Ideas to Action:

Independent research for global prosperity

CGD Policy Blogs

 

Development in 2016 – CGD Podcast

In 2016 on the CGD Podcast, we have discussed some of development's biggest questions: How do we pay for development? How do we measure the sustainable development goals (SDGs)? What should we do about refugees and migrants? And is there life yet in the notion of globalism? The links to all the full podcasts featured and the work they reference are below, but in this edition, we bring you highlights of some of those conversations.

What World Leaders Should Know about Refugees and Migration – Podcast with Michael Clemens and Cindy Huang

The plight, peril, and potential of refugees and displaced people has been near the top of the political agenda around the world for many months, culminating in two large summits of world leaders during the UN General Assembly in New York. CGD researchers are at the leading edge of this debate, working on different but connected aspects of this problem. Michael Clemens and Cindy Huang discuss what they hope comes out of the New York summits.

Mapping the Worm Wars: What the Public Should Take Away from the Scientific Debate about Mass Deworming

It was a big deal when various media outlets declared last week that the evidence to support mass deworming had been “debunked.” The debate now is not about whether children sick with worms should get treated (everyone says yes), but whether the mass treatment of all kids — including those not known to be infected — is a cost-effective way to raise school attendance. The healthiest parts of the debate have been about the need for transparency, data sharing, and more replication in science. Here, we’re going to focus here on the narrower question of the evidence for mass deworming specifically, which is where some journalists have gotten things quite wrong.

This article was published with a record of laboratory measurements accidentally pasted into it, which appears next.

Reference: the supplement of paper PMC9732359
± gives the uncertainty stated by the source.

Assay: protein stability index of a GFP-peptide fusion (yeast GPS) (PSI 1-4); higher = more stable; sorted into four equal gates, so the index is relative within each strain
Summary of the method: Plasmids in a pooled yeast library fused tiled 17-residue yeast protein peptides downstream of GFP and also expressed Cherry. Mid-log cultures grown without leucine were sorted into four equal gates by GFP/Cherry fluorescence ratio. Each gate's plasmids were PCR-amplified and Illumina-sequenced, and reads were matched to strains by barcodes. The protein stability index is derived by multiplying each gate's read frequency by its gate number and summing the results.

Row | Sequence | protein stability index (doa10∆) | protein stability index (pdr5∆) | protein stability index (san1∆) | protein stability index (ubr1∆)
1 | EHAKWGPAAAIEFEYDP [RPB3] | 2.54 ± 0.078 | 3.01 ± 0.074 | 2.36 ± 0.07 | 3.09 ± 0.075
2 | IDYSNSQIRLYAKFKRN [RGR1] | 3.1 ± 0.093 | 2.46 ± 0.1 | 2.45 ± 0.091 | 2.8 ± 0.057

The Aid Fungibility Debate and Medical Journal Peer Review

The Lancet just published a letter I wrote questioning an influential study in its pages that concluded that most or all foreign aid for health goes into non-health uses. The letter follows up on concerns I expressed in this space in April 2010. Why the 2.5-year lag? Only this past January did the Seattle-based Institute for Health Metrics and Evaluation (IHME) share the data set and computer code that it used to generate the published findings. And only with those in hand could I check my concerns and describe them to others with credibility. (I'm grateful to the kind people at IHME who gave me the data and code, but don't want to let the institution per se off the hook.)

Confusingly, in May the Public Library of Science published another critique of the same article. I questioned that reanalysis, and it was eventually retracted.

Here, I sketch my argument, comment on the reply from Chunling Lu and Christopher Murray, then call out the Lancet for a certain lack of transparency, as well as for sometimes bringing more reputation than rigor to policy-relevant social science research.

The Value of 0.7% - New Analysis by a New Rethink Analyst

The Rethink team has a new addition - research assistant Jake Grover - who joins us from the Bureau of Labor Statistics. Jake will be teaming with Casey Dunning to support Rethink's continuing analysis of U.S. aid programs and all things reform-related. Jake has provided the following answer to the question of just what 0.7% would look like for the U.S. aid budget.

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